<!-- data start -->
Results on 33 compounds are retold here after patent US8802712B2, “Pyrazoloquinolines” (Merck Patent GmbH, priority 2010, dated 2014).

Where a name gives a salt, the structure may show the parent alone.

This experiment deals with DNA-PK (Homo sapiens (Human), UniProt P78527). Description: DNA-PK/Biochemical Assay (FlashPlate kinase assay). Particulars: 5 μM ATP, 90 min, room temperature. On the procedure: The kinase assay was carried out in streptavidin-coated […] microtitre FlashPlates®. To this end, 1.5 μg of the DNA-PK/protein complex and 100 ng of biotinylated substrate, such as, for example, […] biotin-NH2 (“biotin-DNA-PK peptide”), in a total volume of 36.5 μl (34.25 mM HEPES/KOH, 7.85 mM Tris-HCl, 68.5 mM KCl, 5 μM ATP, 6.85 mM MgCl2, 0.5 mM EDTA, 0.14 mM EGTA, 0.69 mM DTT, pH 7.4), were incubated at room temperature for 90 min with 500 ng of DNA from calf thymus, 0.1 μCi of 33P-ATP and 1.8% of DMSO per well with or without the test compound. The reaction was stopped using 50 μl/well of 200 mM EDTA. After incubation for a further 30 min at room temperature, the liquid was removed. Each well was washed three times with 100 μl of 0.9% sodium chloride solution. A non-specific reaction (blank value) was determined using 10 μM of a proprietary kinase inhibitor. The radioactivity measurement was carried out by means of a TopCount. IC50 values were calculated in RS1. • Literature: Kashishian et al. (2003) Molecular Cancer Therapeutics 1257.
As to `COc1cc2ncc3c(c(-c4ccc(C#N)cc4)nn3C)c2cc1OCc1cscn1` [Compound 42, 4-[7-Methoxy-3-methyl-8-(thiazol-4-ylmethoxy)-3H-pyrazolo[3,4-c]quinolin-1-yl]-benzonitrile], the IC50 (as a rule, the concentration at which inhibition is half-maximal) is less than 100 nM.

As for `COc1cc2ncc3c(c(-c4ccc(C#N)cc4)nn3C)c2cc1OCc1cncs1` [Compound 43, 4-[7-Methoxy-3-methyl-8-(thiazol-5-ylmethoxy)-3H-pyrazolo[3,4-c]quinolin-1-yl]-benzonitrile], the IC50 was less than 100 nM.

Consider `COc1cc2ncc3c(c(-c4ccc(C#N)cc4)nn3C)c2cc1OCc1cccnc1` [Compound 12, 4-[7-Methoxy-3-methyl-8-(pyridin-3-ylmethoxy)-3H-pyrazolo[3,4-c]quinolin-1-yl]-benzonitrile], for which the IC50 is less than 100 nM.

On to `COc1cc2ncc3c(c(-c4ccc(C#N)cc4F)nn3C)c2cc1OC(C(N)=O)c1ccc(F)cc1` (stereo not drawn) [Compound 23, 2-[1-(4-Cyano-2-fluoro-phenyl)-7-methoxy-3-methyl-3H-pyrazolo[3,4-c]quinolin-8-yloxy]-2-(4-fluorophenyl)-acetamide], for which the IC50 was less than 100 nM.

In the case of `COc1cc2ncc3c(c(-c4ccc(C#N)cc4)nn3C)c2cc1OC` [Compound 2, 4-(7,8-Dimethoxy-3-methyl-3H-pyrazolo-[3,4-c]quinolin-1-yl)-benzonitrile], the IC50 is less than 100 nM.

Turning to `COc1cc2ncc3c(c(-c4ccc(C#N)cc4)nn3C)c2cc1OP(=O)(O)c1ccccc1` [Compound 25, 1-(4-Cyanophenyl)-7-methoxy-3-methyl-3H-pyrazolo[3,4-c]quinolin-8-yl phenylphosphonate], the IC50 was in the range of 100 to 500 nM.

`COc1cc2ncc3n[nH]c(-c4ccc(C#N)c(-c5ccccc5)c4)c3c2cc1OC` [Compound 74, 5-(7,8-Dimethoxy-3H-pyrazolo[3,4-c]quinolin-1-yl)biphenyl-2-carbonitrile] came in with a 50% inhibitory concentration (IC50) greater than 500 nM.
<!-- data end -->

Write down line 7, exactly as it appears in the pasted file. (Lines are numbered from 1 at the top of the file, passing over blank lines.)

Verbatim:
On to `COc1cc2ncc3c(c(-c4ccc(C#N)cc4F)nn3C)c2cc1OC(C(N)=O)c1ccc(F)cc1` (stereo not drawn) [Compound 23, 2-[1-(4-Cyano-2-fluoro-phenyl)-7-methoxy-3-methyl-3H-pyrazolo[3,4-c]quinolin-8-yloxy]-2-(4-fluorophenyl)-acetamide], for which the IC50 was less than 100 nM.